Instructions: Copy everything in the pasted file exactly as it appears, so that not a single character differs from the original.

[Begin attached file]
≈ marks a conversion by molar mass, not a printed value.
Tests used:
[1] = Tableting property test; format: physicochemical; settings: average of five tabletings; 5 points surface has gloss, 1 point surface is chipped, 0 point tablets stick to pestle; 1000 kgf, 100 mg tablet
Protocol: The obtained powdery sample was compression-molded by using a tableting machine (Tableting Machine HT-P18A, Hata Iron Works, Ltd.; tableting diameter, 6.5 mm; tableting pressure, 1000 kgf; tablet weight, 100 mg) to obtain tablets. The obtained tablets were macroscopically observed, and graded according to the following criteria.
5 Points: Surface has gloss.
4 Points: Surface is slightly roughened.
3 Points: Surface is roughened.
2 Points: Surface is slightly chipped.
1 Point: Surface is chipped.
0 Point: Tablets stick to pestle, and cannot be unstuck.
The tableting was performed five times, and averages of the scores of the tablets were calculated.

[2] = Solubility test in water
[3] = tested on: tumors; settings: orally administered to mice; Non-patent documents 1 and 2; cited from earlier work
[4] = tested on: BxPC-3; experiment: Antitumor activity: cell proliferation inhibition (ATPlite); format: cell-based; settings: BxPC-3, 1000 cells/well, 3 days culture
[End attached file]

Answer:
≈ marks a conversion by molar mass, not a printed value.
Tests used:
[1] = Tableting property test; format: physicochemical; settings: average of five tabletings; 5 points surface has gloss, 1 point surface is chipped, 0 point tablets stick to pestle; 1000 kgf, 100 mg tablet
Protocol: The obtained powdery sample was compression-molded by using a tableting machine (Tableting Machine HT-P18A, Hata Iron Works, Ltd.; tableting diameter, 6.5 mm; tableting pressure, 1000 kgf; tablet weight, 100 mg) to obtain tablets. The obtained tablets were macroscopically observed, and graded according to the following criteria.
5 Points: Surface has gloss.
4 Points: Surface is slightly roughened.
3 Points: Surface is roughened.
2 Points: Surface is slightly chipped.
1 Point: Surface is chipped.
0 Point: Tablets stick to pestle, and cannot be unstuck.
The tableting was performed five times, and averages of the scores of the tablets were calculated.

[2] = Solubility test in water
[3] = tested on: tumors; settings: orally administered to mice; Non-patent documents 1 and 2; cited from earlier work
[4] = tested on: BxPC-3; experiment: Antitumor activity: cell proliferation inhibition (ATPlite); format: cell-based; settings: BxPC-3, 1000 cells/well, 3 days culture